by derion (Acolyte) on May 02, 2021 at 18:50 UTC

    Thanks to all for the comments on my post. I got some new ideas and tasks.

    One part of my initial question is still not clear for me.

    If caching information to get better performance is a good way why is doing this with Storable and DB a bad or at least not so good way?

    I could do my routines on a daily basis, freeze the hashref, store it in a table and retrieve the hashrefs of one item by ID with only one request.

    --------------------------- | my_cache_table | --------------------------- | ID (primary) | --------------------------- | hashref with prices | --------------------------- | mod_date of prices | --------------------------- | hashref with images | --------------------------- | mod_date of images | --------------------------- | hashref with other stuff| --------------------------- | mod_date of other stuff | ---------------------------

    I don´t want to appear stubborn but I like to comprehend things. Caching one or another way seems to be common practice the above mentioned way not at all.

    Thanks for some more enlightment

      There doesn't seem to be anything wrong with that design to me.


      The way forward always starts with a minimal test.
Re: performance with mysql / file-caching / hash reference on demand
by Anonymous Monk on May 02, 2021 at 14:30 UTC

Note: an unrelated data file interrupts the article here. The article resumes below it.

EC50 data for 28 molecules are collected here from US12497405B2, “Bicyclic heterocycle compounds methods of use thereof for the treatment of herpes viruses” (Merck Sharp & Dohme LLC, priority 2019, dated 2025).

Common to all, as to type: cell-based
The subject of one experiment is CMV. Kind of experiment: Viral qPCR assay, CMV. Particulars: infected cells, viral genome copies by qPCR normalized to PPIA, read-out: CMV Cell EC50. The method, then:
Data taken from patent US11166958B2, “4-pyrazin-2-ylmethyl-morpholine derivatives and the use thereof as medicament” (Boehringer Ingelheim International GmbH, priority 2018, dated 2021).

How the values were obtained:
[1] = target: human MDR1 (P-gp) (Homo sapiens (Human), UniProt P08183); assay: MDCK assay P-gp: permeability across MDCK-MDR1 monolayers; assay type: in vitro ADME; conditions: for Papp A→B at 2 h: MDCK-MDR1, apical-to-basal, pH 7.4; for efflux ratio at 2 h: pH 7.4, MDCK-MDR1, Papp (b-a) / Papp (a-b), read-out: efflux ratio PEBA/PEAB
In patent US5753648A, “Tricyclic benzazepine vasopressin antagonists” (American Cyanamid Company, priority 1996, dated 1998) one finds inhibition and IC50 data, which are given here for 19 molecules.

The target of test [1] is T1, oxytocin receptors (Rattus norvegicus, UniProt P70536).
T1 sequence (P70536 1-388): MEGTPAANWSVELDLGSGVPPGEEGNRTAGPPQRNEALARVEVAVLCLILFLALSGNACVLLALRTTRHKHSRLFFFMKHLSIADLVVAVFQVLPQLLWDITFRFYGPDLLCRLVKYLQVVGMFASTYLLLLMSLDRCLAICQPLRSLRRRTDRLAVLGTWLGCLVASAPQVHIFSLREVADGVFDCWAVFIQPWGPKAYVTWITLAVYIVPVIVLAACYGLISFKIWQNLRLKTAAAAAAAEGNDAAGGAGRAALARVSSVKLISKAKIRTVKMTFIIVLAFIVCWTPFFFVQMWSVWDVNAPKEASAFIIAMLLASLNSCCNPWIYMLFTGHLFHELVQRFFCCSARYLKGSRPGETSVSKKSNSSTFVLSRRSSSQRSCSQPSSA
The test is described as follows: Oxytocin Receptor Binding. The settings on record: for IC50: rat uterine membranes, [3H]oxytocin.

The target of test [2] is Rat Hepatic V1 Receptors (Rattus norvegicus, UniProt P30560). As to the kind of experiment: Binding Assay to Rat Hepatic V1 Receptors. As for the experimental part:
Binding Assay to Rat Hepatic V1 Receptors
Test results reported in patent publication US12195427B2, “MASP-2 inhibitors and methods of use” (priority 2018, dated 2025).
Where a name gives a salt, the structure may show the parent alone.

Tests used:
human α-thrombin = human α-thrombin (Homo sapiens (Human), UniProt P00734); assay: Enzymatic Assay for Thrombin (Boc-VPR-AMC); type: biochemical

"Product category pages," which are frequently called-for but rarely change, can also be managed using things like the classic Cache::Memcached. Once you've assembled the necessary (JSON?) information once, you put it the results the cache. Then, before assembling and storing it again, you query the cache first to see if it is already there. You can, if you like, even store complete HTML fragments, ready for immediate display. The "memcached" daemon automatically handles recycling of infrequently-referenced data. Just about every web-site that I am aware of uses this facility routinely for this purpose, and it can have a dramatic positive impact on performance.
      That sounds interesting. Seems a similar approach but storing in memory. My Database having about 4GB should lead to a manageable size of Data for this method. Besides the difference that the information is stored in an even faster way than in a JSON or hashref in a DB the approach seems kind of similar from my point of view. I still do not get the real disadvantage of storing a cached element in a table. Nevertheless Cache::Memcached looks very nice, thank you for that.
      Just about every web-site that I am aware of

      meaningless and useless, as usual.

Log In?
Username:
Password:

What's my password?
Create A New User
Node Status?
node history
Node Type: perlquestion [id://11131943]
Front-paged by Corion
help
Chatterbox?
and the web crawler heard nothing...

How do I use this? | Other CB clients
Other Users?
Others meditating upon the Monastery: (5)
As of 2021-05-11 03:30 GMT
Sections?
Information?
Find Nodes?
Leftovers?
    Voting Booth?
    Perl 7 will be out ...





    Results (111 votes). Check out past polls.

    Notices?